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[dis-ey-buh l] /dɪsˈeɪ bəl/
verb (used with object), disabled, disabling.
to make unable or unfit; weaken or destroy the capability of; incapacitate: The detective successfully disabled the bomb.
He was disabled by the accident.
to make legally incapable; disqualify.
Origin of disable
1475-85; dis-1 + able
Related forms
disablement, noun
disabler, noun
1. enfeeble, paralyze. Unabridged
Based on the Random House Dictionary, © Random House, Inc. 2015.
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Examples from the Web for disablement
Historical Examples
  • Many a poor fellow owed his death or disablement to this useless exposure.

  • The disorder or the disablement is thus almost a family possession.

    Change in the Village (AKA George Bourne) George Sturt
  • They pay for our freedom with a great price—and we send them out to pay it—in death, disablement, suffering and sacrifice.

    Women and War Work Helen Fraser
  • You see, our artillery is intended for destruction, and not for disablement.

    The Angel of the Revolution George Griffith
  • But the French had a variety of mishaps, chief among them the disablement of their fleet by a tremendous gale.

    Elsie and Her Loved Ones Martha Finley
  • Ships in danger of wreck or disablement sometimes cast forth such precarious messengers calling for aid.

  • Today it is easy to find a widow who has at great cost to herself in pain, danger, and disablement, borne six or eight children.

  • Then, perceiving the nature of the affair, he asked in a voice trembling with emotion about the man's regiment and disablement.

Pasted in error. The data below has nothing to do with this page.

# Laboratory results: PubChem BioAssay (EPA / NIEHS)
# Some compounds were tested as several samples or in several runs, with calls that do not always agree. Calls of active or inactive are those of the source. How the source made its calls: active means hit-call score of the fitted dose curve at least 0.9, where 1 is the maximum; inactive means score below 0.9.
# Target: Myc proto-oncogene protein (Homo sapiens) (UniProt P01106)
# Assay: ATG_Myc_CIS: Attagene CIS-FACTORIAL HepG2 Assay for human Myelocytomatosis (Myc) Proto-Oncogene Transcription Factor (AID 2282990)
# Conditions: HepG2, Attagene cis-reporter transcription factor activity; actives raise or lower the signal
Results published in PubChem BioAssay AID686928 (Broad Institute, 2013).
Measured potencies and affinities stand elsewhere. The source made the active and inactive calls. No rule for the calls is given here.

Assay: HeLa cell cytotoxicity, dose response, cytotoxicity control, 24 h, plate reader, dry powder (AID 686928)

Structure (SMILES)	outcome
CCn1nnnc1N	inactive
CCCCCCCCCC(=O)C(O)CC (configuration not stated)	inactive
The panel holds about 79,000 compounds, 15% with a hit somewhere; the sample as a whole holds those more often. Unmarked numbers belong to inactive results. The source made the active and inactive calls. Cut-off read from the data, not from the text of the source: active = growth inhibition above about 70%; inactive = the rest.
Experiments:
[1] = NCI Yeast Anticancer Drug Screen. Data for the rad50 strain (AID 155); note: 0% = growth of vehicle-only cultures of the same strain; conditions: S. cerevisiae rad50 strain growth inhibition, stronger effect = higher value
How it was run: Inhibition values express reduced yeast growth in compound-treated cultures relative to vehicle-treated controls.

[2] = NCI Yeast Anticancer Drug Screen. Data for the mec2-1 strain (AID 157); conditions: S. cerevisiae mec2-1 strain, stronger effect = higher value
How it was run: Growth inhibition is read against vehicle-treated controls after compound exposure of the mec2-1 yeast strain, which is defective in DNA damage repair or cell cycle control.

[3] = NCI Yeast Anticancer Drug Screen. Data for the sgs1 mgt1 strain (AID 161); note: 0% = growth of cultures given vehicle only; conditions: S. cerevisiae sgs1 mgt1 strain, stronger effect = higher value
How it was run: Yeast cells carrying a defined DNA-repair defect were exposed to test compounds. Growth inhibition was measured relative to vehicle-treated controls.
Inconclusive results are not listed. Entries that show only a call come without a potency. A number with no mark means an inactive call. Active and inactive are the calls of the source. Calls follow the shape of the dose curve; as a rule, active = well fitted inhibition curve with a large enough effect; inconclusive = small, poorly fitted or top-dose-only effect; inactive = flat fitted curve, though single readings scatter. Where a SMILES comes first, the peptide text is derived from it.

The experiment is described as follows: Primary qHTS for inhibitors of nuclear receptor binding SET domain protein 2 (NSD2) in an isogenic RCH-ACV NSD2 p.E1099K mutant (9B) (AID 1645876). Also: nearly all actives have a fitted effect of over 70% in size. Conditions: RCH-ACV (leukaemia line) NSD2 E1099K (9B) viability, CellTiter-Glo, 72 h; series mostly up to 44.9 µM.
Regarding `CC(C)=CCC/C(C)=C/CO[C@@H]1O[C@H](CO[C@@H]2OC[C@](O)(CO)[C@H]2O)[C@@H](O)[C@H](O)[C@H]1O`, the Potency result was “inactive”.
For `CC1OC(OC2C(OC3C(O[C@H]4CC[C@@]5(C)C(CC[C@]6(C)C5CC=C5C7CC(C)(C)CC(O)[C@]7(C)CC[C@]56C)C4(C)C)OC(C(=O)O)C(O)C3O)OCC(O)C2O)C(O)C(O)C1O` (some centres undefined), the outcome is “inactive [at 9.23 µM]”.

The Lincoln Story Book Henry L. Williams
  • Many a time they were rewarded for service and blood and disablement.

    Smoke Turgenev Ivan Sergeevich
  • If a rancher had his stock run off, it meant temporary impoverishment and disablement.

British Dictionary definitions for disablement


verb (transitive)
to make ineffective, unfit, or incapable, as by crippling
to make or pronounce legally incapable
to switch off (an electronic device)
Derived Forms
disablement, noun
Collins English Dictionary - Complete & Unabridged 2012 Digital Edition
© William Collins Sons & Co. Ltd. 1979, 1986 © HarperCollins
Publishers 1998, 2000, 2003, 2005, 2006, 2007, 2009, 2012
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Word Origin and History for disablement



mid-15c., from dis- "do the opposite of" + ablen (v.) "to make fit" (see able). Related: Disabled; disabling. Earlier in the same sense was unable (v.) "make unfit, render unsuitable" (c.1400).

Online Etymology Dictionary, © 2010 Douglas Harper
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